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  7. Novik: Looking at art through a scientific lens is just another critical way of studying art work. In many cases like those of Greek sculptures, scientific methods can reveal insight previously unknown. However, in cases such as investigating the identity of the painter in a Renaissance work, digging through family records is often more conclusive than any scientific test. The science in art history should not be overlooked or hyped up; it should serve it purpose to the best of its ability. A large part of this purpose is revealing the methods employed on art to the public. In a ever-increasingly technological world, innovative new methods will not only attract a larger variety of people, but also a younger generation who understands the works in a different way. Although it would be an obvious mistake to overshadow the work with gizmos and gadgets, there is no reason scientific methods can't highlight it.

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  8. Novik raises a great point -- society as a whole is becoming more and more dependent on technology, and it is important to take this technological centralization into consideration.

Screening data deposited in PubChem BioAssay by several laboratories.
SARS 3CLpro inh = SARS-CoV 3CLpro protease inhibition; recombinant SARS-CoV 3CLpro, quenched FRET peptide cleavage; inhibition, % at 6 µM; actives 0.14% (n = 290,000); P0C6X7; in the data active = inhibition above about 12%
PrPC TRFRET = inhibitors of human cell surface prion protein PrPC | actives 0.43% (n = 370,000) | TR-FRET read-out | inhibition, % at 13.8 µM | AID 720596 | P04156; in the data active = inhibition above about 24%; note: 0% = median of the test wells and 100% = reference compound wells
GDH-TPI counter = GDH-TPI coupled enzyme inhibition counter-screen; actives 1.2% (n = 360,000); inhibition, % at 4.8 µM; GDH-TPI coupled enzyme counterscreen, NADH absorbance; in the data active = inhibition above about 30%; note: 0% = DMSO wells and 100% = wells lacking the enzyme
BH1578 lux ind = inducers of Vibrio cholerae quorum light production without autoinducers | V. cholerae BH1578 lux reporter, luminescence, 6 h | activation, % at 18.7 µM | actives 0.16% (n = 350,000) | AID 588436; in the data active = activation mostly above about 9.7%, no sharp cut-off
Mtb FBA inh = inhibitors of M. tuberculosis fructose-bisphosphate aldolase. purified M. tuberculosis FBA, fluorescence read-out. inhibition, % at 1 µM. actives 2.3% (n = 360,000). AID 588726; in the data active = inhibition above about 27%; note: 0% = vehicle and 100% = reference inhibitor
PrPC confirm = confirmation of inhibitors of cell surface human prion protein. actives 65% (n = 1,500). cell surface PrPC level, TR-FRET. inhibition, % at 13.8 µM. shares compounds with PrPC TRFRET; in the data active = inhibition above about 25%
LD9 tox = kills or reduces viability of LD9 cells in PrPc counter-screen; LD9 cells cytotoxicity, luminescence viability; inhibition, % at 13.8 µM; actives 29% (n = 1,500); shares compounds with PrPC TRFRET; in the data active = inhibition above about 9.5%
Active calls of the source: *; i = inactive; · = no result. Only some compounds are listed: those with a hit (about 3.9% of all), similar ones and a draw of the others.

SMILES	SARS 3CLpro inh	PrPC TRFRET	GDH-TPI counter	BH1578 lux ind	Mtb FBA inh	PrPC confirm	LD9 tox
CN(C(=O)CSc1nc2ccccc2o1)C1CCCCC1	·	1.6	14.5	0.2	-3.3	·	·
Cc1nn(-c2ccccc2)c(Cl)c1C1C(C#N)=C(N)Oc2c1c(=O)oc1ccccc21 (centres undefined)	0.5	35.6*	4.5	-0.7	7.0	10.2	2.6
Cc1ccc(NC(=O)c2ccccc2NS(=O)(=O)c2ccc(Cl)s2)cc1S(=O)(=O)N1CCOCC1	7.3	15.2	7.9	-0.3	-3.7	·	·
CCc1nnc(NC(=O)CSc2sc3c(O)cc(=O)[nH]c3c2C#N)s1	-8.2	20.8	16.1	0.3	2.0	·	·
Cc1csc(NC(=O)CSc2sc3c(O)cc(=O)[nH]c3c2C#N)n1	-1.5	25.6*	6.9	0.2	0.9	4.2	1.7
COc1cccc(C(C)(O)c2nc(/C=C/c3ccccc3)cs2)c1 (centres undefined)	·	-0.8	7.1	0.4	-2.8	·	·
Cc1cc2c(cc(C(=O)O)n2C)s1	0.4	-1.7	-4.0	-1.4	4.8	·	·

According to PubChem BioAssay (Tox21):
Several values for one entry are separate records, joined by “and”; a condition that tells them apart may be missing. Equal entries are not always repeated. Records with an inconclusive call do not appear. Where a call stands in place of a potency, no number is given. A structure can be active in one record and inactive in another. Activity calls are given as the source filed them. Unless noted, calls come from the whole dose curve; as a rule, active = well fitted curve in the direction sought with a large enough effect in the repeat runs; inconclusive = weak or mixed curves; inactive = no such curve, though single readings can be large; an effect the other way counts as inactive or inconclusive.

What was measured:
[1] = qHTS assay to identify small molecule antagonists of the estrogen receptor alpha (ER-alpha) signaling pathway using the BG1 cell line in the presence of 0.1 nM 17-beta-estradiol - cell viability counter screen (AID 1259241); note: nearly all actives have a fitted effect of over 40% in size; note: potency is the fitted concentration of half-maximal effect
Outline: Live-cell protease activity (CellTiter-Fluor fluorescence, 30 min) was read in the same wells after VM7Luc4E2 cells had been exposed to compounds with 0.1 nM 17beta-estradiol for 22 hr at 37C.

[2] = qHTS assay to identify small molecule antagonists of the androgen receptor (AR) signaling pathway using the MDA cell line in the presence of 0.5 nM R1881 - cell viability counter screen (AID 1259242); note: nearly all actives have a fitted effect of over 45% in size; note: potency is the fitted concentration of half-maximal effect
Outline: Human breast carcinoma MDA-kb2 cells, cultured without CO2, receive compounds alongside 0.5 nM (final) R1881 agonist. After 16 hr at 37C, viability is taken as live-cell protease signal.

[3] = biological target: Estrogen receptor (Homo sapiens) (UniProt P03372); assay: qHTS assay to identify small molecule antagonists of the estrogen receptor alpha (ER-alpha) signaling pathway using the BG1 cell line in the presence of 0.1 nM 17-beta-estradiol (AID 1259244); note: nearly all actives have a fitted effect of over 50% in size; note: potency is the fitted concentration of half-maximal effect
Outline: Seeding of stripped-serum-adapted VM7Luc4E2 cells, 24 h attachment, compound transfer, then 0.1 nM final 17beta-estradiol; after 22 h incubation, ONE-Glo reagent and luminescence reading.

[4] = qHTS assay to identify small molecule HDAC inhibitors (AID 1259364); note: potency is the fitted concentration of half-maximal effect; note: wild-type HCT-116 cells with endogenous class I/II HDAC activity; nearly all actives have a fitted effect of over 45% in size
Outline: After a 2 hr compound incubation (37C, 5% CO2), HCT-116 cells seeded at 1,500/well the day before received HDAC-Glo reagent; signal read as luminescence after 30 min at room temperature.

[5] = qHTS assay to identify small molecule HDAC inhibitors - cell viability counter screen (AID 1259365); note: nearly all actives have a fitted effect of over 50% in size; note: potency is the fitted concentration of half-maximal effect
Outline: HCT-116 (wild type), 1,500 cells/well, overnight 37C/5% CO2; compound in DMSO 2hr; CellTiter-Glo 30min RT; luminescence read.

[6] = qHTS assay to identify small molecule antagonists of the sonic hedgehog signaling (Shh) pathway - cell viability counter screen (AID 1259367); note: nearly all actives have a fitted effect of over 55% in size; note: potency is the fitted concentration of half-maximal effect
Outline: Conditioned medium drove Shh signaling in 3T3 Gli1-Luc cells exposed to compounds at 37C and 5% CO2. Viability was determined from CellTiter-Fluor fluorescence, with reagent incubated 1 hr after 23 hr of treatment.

While we expect art historians and scientific conservators alike to take the time to learn about the other side of conservation and keep an open mind, we must recognize that the general public will not (nor can it be expected to) be as well-equipped to approach art from such a well-developed view. Since technology is at present the most accessible approach for us (the public), I think it is definitely important for the scientific research done on a piece to be included in its display.

    However, while a museum should definitely present the data it finds, I agree with Spiegal that the public should be left to draw their own conclusions instead of having the results presented as absolute fact. Podany and Scott talk about how “the conservator and the scientist have as much to gain from their interaction as from their individual expertise and strengths. One cannot always answer the other’s questions, but may ask questions which lead both to solutions.” Why shouldn't the public do the same? If people are better able to analyze a piece of art through its technical analysis, shouldn’t the museum give them every technical tool it can? Combine that with the actual art on display, and an average person will be able to recreate the “dialogue” that Podany and Scott highlight as being so important to conservators and scientists (granted, on a smaller/less-specialized scale) and come to the most accurate conclusion.